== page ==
Starbucks will start donating 100 percent of its unused food to those in need
If you've ever wondered where all those Starbucks bagels and bistro boxes go after closing time, here's an answer you can get behind.
Starbucks has pledged to donate 100% of its leftover food through a new program called FoodShare, the company announced in a release on Tuesday. Starbucks created the initiative in partnership with nonprofit organization Feeding America and food collection group Food Donation Connection, and it will allow the company to donate perishable, ready-to-eat meals from its 7,600 stores to food banks nationwide.
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According to Feeding America, more than 48 million Americans live in food-insecure households, where access to food isn't always stable. More than 15% of households nationwide are considered food insecure — an issue Feeding America says impacts every county in the U.S.
But food scarcity for low-income families isn't the only food-related issue within the U.S. Waste also plays a role in the nation's food problem. An estimated 70 billion pounds of food waste is produced across the U.S. each year, according to Feeding America.
Through its new program, Starbucks hopes to help ease the burden of food scarcity on families while also eliminating the company's direct contribution to food waste statistics.
Here's how it will work: Food Donation Connection will pick up food each day from every Starbucks location in the U.S. via refrigerated vans. That perishable food, previously considered risky to donate due to its refrigeration needs, will then reach Feeding America, which will redistribute it to those in need.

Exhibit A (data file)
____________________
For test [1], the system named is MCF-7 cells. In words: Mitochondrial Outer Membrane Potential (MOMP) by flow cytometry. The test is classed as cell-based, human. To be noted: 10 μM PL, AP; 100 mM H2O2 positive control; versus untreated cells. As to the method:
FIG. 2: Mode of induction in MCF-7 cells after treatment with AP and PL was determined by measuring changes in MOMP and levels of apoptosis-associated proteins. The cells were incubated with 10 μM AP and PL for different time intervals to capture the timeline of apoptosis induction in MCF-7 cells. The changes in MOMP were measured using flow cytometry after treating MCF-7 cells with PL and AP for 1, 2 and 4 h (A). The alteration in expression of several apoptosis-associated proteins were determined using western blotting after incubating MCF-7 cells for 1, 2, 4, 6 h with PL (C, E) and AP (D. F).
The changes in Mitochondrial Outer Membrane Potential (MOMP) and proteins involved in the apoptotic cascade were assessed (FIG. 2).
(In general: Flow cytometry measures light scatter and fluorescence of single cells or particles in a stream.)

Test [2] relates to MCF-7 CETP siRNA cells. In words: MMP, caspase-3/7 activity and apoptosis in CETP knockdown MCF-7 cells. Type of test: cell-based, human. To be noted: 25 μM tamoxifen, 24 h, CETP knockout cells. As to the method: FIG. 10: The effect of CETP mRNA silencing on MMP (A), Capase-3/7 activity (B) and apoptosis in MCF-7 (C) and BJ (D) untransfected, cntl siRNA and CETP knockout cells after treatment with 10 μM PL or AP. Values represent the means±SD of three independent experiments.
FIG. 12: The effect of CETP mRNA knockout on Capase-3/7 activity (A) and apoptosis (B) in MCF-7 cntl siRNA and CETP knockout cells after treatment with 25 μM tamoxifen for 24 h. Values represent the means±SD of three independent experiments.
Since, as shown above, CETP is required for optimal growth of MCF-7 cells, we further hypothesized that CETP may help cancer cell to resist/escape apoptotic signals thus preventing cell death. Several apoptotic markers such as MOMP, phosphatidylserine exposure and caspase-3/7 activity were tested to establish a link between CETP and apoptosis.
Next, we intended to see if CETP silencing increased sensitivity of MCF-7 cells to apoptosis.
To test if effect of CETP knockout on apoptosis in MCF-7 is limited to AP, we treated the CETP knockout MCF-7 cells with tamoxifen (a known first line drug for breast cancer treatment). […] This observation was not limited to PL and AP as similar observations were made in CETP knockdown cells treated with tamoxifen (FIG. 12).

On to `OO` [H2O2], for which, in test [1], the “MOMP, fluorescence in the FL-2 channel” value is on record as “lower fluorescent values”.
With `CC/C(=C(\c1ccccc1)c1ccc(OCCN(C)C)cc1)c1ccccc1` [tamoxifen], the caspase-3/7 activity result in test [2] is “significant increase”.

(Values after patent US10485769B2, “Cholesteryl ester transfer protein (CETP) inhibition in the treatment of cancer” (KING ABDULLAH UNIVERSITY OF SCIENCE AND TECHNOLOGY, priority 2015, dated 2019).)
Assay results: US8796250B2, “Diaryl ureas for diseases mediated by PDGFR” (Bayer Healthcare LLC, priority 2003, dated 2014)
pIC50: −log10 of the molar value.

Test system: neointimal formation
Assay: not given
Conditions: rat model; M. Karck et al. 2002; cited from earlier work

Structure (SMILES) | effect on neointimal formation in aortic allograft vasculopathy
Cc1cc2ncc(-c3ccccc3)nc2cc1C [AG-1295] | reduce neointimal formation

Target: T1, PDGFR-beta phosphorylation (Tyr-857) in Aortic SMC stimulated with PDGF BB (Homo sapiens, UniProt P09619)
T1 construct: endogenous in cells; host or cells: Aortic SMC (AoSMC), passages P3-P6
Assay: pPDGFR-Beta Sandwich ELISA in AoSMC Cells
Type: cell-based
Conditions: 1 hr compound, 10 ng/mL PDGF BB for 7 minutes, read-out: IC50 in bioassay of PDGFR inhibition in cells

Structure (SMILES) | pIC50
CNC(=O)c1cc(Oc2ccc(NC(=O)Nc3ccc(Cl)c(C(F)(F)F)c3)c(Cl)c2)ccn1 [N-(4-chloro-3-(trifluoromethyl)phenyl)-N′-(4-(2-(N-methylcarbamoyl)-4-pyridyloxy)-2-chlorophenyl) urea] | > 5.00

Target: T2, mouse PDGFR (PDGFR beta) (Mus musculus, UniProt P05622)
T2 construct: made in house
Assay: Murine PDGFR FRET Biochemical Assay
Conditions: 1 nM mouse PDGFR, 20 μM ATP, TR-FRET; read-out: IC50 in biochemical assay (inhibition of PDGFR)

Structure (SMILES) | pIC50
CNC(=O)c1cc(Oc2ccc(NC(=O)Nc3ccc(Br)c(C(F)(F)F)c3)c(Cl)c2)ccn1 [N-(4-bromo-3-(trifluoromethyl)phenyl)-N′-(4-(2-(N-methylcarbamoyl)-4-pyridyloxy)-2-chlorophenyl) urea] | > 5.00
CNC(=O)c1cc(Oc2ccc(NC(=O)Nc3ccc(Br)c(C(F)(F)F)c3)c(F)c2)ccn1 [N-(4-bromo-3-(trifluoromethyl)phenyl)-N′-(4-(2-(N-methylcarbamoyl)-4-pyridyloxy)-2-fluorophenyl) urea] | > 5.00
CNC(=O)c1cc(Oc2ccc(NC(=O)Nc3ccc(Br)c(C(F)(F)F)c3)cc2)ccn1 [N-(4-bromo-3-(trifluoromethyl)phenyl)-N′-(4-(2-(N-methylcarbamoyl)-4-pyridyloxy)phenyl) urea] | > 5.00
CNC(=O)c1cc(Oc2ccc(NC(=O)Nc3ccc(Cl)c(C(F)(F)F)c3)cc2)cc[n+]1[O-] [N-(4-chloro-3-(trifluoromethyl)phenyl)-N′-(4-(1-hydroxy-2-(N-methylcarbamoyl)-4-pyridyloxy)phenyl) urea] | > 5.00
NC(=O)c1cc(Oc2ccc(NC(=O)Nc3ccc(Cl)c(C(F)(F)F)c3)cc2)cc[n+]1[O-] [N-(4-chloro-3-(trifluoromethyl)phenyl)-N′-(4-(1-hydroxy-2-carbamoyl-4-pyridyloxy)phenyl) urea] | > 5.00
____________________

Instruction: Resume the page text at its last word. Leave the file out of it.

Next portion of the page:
"This food is going to make a difference, whether it's a child not going hungry for the night or a family that's able to enjoy a protein plate that they would not have otherwise been able to afford at Starbucks," Starbucks store manager Kienan McFadden said in the release. "Rescuing food ... from being thrown away will change lives."
Though a commitment to donate 100% of unused food is new to the corporation, Starbucks has been reducing its food waste through donations for years. Stores have donated uneaten pastries to food banks since 2010 — a common practice in the food service industry, especially for major corporations.
But the company hasn't historically donated perishable foods because of logistical issues. It's a trickier donation pipeline, one which requires refrigeration and food-safety monitoring of donated meals, practices that don't apply to pastry donation.
Starbucks says it has been working on this process, making perishable food donations a reality by investing in "research and quality assurance testing" with pilot programs around the U.S.
"The challenge was finding a way to preserve the food's quality during delivery," said Jane Maly, brand manager of Starbucks Food team. "We focused on maintaining the temperature, texture and flavor of the surplus food, so when it reached a person in need, they could safely enjoy it."
In the first year alone, Starbucks projects its FoodShare program will be able to provide an estimated 5 million meals to individuals and families in need.
The company intends to scale this program over the next five years, meaning it will steadily roll out the perishable food donation across the country until 100% of the corporation's leftover food from company-operated stores is donated daily.
Starbucks did not immediately respond to Mashable's request for comment.